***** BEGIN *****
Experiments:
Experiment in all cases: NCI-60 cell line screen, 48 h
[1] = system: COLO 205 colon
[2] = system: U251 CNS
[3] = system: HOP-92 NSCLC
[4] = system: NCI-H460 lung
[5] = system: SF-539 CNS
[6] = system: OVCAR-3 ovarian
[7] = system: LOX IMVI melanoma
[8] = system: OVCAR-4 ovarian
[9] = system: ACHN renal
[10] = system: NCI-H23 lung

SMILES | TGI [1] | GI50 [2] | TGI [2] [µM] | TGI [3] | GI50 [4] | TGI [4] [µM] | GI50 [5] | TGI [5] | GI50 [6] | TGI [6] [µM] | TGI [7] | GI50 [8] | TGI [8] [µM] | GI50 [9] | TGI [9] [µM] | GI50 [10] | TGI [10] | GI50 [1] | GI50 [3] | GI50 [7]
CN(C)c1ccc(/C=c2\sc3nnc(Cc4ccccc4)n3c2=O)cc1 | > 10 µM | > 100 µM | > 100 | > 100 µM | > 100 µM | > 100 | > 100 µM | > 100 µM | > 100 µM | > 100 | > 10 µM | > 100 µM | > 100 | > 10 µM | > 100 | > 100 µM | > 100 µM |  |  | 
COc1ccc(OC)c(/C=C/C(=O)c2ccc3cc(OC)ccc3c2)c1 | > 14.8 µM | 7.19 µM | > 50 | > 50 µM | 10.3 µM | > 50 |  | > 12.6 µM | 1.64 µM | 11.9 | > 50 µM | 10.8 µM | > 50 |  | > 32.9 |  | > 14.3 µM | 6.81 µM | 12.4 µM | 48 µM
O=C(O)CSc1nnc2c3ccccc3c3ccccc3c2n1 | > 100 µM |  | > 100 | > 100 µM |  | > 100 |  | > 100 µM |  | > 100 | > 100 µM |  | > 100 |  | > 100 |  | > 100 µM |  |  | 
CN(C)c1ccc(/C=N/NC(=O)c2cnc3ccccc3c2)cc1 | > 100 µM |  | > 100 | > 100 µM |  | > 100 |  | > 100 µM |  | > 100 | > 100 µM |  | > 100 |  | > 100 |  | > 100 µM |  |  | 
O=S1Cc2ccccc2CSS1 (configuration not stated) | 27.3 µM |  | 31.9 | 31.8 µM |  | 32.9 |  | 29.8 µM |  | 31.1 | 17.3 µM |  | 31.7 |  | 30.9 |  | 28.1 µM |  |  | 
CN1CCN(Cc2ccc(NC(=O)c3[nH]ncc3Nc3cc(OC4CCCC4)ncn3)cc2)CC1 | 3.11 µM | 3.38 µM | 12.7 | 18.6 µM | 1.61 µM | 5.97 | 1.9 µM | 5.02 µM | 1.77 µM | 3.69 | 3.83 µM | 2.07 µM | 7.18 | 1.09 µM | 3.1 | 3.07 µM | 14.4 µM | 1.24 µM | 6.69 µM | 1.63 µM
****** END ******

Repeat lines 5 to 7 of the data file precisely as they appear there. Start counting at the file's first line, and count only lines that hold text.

[3] = system: HOP-92 NSCLC
[4] = system: NCI-H460 lung
[5] = system: SF-539 CNS